Peter Singer acknowledges that he is “not convinced that the notion of a moral right is a helpful or meaningful one, except when it is used as a shorthand way of referring to more fundamental considerations.”
 We are simply abstracting from the issue of capital punishment in this article.
. The Humean notion of practical reason contends that practical reason begins with given ends which are not rationally motivated. However, this view cannot, in the end, make sense of the fact that we seem to make objective value judgments, not contingent on, or merely relative to, what this or that group happens to desire—for example, the judgments that murder or torture is objectively morally wrong. Moreover, the Humean view fails to give an adequate account of how we come to desire certain objects for their own sake to begin with. A perfectionist account, on the contrary, one that identifies the intrinsic goods (the objects desired for their own sake) with objective perfections of the person is able to give an account of these facts. For criticisms of the Humean notion of practical reason: Joseph Boyle, “Reasons for Action: Evaluative Cognitions that Underlie Motivations,” American Journal of Jurisprudence 46 (2001), 177-197; R. Jay Wallace, “How to Argue About Practical Reason,” Mind 99 (1990) 355-387; Christine Korsgaard, “Skepticism about Practical Reason,” in her Creating the Kingdom of Ends (Cambridge: Cambridge University Press, 1996); David Brink, “Moral Motivation,” Ethics 107 (1997) 4-32; John Finnis, Fundamentals of Ethics (Washington, D.C.: Georgetown University Press, 1983), 26-79; Joseph Raz, The Morality of Freedom (New York: Oxford University Press, 1986), 288-368.
. The idea is this: what is to be done is what is perfective. This seems trivial, and perhaps is obvious, but it is the basis for objective, practical reasoning. The question, what is to be done? is equivalent to the question, what is to be actualized? But what is to be actualized is what actualizes, that is, what is objectively perfective. For human beings this is life, knowledge of truth, friendship, and so on.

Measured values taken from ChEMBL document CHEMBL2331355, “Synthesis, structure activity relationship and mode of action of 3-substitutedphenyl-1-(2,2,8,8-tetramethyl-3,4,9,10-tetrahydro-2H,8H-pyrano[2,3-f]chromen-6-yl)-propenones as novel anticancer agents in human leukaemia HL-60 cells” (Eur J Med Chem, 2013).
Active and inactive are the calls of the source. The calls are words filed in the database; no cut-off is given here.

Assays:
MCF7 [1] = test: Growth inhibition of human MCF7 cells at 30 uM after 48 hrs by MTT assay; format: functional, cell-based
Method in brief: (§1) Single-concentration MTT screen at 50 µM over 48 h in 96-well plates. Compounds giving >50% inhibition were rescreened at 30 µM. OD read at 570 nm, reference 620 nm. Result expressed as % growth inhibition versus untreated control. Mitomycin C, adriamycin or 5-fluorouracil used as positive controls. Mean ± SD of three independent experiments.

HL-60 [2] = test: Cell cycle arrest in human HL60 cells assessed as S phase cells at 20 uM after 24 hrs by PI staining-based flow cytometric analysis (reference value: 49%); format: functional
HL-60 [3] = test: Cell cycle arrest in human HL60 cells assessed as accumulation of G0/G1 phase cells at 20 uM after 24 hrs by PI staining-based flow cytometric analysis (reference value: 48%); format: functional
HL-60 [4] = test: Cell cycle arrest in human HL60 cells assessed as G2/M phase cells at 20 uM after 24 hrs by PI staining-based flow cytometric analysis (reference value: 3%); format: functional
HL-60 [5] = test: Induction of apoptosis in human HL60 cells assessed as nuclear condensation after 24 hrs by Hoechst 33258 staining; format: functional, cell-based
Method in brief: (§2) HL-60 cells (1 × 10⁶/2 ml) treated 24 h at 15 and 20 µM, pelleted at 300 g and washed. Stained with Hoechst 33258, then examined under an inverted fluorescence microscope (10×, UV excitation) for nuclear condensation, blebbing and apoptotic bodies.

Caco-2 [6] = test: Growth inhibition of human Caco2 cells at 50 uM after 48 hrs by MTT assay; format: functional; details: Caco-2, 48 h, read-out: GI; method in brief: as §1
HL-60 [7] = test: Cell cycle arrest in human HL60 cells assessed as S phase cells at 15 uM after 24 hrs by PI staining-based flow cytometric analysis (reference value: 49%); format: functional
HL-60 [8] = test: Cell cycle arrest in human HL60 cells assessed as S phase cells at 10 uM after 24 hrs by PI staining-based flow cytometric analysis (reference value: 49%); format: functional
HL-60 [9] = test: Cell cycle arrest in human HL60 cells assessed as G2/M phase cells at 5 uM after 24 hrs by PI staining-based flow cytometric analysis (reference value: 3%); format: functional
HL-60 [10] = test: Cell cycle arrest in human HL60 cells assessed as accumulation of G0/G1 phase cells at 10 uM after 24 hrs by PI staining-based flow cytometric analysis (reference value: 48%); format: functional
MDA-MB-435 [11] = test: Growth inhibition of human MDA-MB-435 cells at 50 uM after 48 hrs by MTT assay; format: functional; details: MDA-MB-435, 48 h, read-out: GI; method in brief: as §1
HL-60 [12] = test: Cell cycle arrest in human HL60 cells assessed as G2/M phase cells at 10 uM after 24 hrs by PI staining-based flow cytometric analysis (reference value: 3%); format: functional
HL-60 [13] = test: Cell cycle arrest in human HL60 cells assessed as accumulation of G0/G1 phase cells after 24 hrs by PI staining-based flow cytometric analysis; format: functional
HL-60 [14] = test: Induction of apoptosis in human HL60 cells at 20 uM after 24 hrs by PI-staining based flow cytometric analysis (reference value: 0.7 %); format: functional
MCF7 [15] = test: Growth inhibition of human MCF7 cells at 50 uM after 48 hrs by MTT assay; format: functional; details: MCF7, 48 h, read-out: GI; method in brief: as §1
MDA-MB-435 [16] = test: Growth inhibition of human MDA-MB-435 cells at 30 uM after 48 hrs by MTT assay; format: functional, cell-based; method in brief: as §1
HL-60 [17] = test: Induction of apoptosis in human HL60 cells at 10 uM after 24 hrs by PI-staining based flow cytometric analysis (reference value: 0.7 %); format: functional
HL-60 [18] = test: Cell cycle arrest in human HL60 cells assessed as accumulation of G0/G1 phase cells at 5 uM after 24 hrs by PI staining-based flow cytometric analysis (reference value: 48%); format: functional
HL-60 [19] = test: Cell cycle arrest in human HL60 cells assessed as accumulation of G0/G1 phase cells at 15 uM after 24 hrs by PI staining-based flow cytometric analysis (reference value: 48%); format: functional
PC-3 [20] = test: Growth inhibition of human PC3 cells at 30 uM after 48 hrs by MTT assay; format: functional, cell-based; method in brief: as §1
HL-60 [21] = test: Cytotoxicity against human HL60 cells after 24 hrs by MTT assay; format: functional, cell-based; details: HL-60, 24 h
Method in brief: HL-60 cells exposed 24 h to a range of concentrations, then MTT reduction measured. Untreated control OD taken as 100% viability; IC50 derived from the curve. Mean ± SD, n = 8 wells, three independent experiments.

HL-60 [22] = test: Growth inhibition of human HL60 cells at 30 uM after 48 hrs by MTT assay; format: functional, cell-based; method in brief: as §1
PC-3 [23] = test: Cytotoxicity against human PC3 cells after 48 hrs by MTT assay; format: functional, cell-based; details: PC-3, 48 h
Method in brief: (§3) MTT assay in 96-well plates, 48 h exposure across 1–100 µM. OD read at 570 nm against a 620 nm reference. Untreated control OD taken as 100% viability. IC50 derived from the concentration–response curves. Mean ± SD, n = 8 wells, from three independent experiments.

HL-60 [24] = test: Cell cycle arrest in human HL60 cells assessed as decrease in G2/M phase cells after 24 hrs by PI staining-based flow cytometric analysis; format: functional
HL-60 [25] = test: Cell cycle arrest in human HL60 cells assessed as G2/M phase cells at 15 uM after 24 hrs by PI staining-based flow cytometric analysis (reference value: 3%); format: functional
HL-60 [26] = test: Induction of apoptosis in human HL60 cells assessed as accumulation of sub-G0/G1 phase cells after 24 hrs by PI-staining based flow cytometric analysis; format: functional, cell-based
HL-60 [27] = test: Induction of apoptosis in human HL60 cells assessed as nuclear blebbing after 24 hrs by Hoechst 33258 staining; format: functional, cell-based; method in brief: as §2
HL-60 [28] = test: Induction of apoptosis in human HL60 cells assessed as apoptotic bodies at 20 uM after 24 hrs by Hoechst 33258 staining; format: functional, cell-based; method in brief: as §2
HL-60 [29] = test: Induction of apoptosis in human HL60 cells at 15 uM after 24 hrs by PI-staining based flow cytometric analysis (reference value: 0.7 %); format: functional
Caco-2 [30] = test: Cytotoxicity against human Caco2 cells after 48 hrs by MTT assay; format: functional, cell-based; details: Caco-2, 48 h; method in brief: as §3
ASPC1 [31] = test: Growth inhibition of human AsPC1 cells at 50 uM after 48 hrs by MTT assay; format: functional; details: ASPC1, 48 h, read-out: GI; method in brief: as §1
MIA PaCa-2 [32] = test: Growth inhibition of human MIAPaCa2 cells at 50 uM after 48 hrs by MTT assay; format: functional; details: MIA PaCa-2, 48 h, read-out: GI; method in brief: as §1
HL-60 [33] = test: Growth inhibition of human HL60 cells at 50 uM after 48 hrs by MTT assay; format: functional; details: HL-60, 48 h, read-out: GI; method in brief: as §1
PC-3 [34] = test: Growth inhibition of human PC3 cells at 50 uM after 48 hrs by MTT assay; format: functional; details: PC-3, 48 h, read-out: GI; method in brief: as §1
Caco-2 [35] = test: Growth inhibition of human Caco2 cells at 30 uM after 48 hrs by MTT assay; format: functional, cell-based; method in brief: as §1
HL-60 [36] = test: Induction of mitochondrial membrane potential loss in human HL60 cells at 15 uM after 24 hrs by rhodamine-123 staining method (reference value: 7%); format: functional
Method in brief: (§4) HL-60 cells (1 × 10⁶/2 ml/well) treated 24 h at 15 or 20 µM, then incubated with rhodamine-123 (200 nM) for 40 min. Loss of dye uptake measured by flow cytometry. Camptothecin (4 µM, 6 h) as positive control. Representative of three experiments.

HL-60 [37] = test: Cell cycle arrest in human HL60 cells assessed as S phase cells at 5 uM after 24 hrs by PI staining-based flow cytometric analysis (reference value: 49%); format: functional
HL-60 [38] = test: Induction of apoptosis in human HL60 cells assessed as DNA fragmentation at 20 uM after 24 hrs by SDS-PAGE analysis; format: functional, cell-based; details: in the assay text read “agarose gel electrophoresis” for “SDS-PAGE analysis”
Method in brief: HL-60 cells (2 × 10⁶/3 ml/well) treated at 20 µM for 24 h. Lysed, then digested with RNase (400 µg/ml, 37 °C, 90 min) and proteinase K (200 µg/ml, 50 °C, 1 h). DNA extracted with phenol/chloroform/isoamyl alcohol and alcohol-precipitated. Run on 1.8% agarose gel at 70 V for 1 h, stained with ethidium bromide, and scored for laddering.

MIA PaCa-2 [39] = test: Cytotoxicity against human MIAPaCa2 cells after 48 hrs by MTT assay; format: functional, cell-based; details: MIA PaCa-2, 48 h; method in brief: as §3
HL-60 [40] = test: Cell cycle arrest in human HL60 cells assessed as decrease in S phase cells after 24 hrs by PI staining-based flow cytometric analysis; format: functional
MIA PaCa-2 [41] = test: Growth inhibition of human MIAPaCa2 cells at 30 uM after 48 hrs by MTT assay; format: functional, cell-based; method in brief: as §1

. This claim is derived from Thomas Aquinas, and has been developed by Thomists and Aristotelians of various types. It is not necessary here to assume one particular development of that view against others. We need only the point that the basic principles of practical reason come from an insight—which may be interpreted in various ways—that what is to be pursued, what is worth pursuing, is what is fulfilling or perfective of me and others like me. For more on this see: Germain Grisez, Joseph Boyle, and John Finnis, “Practical Principles, Moral Truth and Ultimate Ends,” American Journal of Jurisprudence 33 (1988) 99-151; John Finnis, Joseph M. Boyle, Jr., Germain Grisez, Nuclear Deterrence, Morality and Realism (Oxford: Oxford University Press, 1987), chaps. 9-11. John Finnis, Fundamentals of Ethics (Washington, D.C.: Georgetown University Press, 1983); John Finnis, Aquinas, Moral, Political, and Legal Theory (Oxford: Oxford University Press, 1998); T. D. J. Chappell, Understanding Human Goods: A Theory of Ethics (Edinburgh: Edinburgh University Press, 1998); David S. Oderberg, Moral Theory: A Non-Consequentialist Approach (Oxford: Blackwell Publishers, 2000); and Ralph McInerny, Aquinas on Human Action: A Theory of Practice (Washington, D.C.: Catholic University of America Press, 1992). Mark C. Murphy, Natural Law and Practical Rationality (New York: Cambridge University Press, 2002).
. Once one apprehends such conditions or activities as really fulfilling and worthy of pursuit, the moral norm arises when one has a choice between one option the choice of which is fully compatible with these apprehensions (or judgments) and another option that is not fully compatible with those judgments. The former type of choice is fully reasonable, and respectful of the goods and persons involved, whereas the latter type of choice is not fully reasonable and negates, in one way or another, the intrinsic goodness of one or more instances of the basic goods one has already apprehended as, and recognized to be, intrinsically good.
. The argument presented here is similar to the approaches found in the following authors: Louis G. Lombardi, op. cit.; Michael Goldman, “A Transcendental Defense of Speciesism,” Journal of Value Inquiry 35 (2001) 59-69; William J. Zanardi, “Why Believe in the Intrinsic Dignity and Equality of Persons?” Southwest Philosophy Review 14 (1998) 151-68.
. The position that the criterion for full moral worth cannot be an accidental attribute, but is the rational nature, that is, being a specific type of substance, is defended in Patrick Lee, “The Pro-Life Argument from Substantial Identity: A Defense,” Bioethics 18 (2004) 249-63. See also Dean Stretton, “Essential Properties and the Right to Life: A Response to Lee,” Bioethics (18) 2004, 264-282, and Patrick Lee, “Subtantial Identity and the Right to Life: A Rejoinder to Dean Stretton, forthcoming in Bioethics.